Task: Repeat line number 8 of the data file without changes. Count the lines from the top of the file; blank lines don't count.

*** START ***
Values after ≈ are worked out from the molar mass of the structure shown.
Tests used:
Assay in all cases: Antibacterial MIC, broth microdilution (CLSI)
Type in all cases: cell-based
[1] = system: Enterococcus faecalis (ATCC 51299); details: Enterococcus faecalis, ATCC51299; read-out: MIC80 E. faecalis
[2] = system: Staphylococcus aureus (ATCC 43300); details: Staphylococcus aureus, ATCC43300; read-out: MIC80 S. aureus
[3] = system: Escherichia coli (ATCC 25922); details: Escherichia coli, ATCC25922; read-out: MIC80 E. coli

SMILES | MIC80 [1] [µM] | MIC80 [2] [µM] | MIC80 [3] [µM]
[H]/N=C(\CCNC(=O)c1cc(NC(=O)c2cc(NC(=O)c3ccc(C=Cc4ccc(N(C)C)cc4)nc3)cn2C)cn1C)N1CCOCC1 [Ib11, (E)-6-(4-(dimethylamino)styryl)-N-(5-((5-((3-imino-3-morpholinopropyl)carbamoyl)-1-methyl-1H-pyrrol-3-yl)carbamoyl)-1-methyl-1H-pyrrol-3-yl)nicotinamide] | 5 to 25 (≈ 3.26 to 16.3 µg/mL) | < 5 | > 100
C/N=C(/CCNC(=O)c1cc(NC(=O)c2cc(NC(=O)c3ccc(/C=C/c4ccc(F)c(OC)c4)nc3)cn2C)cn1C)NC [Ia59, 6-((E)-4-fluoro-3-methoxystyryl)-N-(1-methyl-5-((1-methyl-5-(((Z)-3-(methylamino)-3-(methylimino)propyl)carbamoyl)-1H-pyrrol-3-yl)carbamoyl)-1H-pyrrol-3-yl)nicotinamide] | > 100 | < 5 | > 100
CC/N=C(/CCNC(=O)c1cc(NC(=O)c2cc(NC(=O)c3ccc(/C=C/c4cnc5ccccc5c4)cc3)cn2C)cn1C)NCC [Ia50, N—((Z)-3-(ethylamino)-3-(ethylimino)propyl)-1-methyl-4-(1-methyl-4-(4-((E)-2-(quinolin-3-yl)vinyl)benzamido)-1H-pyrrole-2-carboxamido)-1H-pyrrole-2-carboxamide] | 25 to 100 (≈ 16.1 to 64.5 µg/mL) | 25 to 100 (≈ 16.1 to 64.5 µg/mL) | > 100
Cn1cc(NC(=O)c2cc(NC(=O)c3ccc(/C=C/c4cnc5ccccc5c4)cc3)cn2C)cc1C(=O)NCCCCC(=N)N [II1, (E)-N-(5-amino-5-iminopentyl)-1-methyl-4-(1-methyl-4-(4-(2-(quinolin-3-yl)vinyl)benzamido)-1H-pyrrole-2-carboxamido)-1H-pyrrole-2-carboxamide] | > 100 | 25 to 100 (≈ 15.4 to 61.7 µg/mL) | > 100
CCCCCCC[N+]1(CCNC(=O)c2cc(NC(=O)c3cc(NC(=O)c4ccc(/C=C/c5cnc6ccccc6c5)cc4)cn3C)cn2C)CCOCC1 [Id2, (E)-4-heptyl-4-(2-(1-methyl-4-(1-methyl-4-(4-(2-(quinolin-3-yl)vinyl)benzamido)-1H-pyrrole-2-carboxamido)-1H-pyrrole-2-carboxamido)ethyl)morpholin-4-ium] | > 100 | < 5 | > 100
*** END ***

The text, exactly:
SMILES | MIC80 [1] [µM] | MIC80 [2] [µM] | MIC80 [3] [µM]